With just three riders for most of the race, New Zealand were nearly caught by the dominant Australian side with their time of 4:12.234 two seconds than the previous Commonwealth Games record they set in qualifying.


World Anti-Doping Agency president Witold Banka says it is impossible to eliminate doping from sport.

Speaking at the Commonwealth Games in Birmingham, the 37-year-old former polish sprinter believes WADA’s function as “prosecutor and policeman” should also include a role as an educator. But he has little time for athletes’ excuses that they were unaware they were taking a banned substance or those who are not available for out-of-competition testing.
“When I was an athlete I was known for being a constant caller to a Polish hotline as to whether the cream I was taking for an injury was OK,” he said.

“If you decide to be an athlete you have to be responsible for your career and that includes what you eat or drink, indeed for everything.

“I do not buy the arguments about their whereabouts — ‘Oh I did not have a network or I do not know how the whereabouts measure works’.

“Well, my reply is they had no problems at the same time of posting photos of where they are on Instagram or Twitter. It is not hard to send an email.”

As Banka contemplates a second three-year term he says WADA is in a much better place than it was seven years ago.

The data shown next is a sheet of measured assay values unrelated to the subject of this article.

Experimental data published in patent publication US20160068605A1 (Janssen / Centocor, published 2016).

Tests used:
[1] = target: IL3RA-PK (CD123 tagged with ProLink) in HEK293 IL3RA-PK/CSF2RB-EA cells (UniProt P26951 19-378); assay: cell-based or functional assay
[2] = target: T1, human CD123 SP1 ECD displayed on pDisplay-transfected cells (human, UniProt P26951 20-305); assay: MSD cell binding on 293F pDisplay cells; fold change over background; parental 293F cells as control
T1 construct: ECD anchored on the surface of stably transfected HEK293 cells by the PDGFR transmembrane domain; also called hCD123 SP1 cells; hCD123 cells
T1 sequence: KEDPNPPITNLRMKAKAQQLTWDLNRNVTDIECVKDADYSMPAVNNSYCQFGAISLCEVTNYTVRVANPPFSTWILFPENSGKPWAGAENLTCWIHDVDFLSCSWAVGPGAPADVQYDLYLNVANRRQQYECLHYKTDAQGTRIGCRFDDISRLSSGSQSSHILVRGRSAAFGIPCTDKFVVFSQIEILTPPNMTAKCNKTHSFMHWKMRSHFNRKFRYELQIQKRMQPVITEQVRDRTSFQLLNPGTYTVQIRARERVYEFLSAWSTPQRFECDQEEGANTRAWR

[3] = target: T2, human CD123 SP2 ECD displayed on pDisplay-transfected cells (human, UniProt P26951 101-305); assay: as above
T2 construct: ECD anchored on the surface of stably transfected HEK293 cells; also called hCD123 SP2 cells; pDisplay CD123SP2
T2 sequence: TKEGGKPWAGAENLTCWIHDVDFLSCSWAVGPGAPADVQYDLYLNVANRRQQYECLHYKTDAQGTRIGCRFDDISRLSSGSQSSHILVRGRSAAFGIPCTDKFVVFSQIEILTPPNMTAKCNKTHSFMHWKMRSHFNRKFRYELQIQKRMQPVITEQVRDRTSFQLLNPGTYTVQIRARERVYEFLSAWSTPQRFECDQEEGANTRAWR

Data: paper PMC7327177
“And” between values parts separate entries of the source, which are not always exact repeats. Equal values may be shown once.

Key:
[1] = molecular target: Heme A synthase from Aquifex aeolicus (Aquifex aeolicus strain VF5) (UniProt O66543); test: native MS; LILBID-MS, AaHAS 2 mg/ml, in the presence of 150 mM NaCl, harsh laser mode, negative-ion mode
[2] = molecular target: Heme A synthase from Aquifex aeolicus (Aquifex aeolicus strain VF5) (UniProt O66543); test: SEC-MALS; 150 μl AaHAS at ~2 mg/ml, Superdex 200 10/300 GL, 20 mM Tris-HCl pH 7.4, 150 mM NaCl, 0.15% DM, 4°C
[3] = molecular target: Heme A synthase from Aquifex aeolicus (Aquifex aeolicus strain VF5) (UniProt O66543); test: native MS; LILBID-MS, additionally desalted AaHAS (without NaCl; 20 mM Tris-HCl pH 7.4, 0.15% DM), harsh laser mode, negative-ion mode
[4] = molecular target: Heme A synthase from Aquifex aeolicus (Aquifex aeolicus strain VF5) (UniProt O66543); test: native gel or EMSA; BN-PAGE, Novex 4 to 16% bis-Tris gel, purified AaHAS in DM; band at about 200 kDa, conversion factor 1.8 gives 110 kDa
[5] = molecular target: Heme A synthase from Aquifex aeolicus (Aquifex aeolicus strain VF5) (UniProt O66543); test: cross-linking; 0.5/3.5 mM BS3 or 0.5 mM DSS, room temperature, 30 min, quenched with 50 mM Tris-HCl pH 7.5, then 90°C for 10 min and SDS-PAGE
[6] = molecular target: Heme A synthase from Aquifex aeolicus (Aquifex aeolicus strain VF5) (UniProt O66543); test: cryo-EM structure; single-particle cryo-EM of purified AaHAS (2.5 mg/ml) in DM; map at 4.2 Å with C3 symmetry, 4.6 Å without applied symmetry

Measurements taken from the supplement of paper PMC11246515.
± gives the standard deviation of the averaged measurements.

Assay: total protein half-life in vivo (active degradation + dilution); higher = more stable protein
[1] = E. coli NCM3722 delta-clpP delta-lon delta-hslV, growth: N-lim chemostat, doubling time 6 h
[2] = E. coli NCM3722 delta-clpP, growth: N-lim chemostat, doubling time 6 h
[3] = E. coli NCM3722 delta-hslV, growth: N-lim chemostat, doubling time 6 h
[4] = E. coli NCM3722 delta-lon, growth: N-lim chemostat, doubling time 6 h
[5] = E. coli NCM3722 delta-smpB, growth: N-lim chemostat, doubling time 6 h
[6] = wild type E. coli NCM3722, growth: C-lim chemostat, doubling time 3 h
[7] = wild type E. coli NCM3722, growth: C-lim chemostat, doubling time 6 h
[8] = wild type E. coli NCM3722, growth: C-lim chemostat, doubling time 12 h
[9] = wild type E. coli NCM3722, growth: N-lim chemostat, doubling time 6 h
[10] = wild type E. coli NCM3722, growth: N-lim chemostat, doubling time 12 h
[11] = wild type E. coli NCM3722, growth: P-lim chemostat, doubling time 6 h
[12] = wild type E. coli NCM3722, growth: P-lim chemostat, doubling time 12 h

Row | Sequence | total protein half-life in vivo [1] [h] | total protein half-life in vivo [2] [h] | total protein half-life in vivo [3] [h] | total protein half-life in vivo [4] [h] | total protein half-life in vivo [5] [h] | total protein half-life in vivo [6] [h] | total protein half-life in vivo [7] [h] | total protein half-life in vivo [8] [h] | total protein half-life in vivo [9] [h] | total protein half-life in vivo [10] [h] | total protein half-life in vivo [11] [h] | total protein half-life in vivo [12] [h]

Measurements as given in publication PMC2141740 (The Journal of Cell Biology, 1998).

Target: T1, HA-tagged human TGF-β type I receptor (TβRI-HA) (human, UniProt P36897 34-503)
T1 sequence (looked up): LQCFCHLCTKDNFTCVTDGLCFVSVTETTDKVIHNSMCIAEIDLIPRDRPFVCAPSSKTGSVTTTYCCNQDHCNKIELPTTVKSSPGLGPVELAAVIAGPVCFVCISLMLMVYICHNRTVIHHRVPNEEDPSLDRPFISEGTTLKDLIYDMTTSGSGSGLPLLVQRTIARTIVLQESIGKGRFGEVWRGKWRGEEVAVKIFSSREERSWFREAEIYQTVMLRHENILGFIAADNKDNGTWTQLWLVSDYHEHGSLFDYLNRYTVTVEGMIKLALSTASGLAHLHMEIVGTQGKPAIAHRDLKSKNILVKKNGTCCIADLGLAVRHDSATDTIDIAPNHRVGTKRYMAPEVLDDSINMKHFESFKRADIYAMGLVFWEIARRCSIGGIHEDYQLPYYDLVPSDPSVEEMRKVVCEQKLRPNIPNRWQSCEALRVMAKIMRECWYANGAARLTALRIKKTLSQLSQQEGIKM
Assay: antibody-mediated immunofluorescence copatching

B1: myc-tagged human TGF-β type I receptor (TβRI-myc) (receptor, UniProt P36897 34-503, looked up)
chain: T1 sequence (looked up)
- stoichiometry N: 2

He is adamant that while lines of communication are open with Russia’s anti-doping agency following the “state-sponsored doping scandal”, they will not “get a free pass to cheat or to create a paradise for cheats”.


By Simeon Thomas-Wilson in London

Jess Gallagher and pilot Caitlin Ward have claimed Australia’s first gold medal of the track cycling program at the Commonwealth Games after a sensational ride in the women’s tandem sprint.

Gallagher and Ward took out both races in the final against Scotland’s Alieen McGlynn and Ellie Stone.

The Scottish duo nearly forced a third and deciding race, but thrillingly Gallagher and Ward were able to pip them to the line and take home the gold.

In the first race of the final the two teams were shoulder to shoulder for most of the first two laps.

Gallagher and Ward had the crowd gasping after they came close to colliding with their Scottish opponents.

They were able to get past McGlynn and Stone soon after and weren’t troubled from there.

Gallagher was the first ever Australian to win a medal at the winter and summer Paralympics.

She won the winter Paralympic medal in skiing and the summer one in cycling.

She has also competed at the Paralympics in athletics and is currently turning her hand to rowing.

She thought her days competing in the velodrome were over when her previous partner retired but after deciding to have a crack at the Commonwealth Games she was able to find a new pilot in Ward.

England’s Sophie Unwin, piloted by Georgia Holt took bronze.

In the men’s 1000m tandem time trial Beau Woottoon and pilot Luke Zaccaria were briefly in the medal contention but eventually finished fourth.

Scotland’s Neil Fachie with pilot Stewart Lewis thrillingly pipped Wales’ James Ball and Matthew Rotheram in a new Commonwealth Games record to claim the first medal of the track program.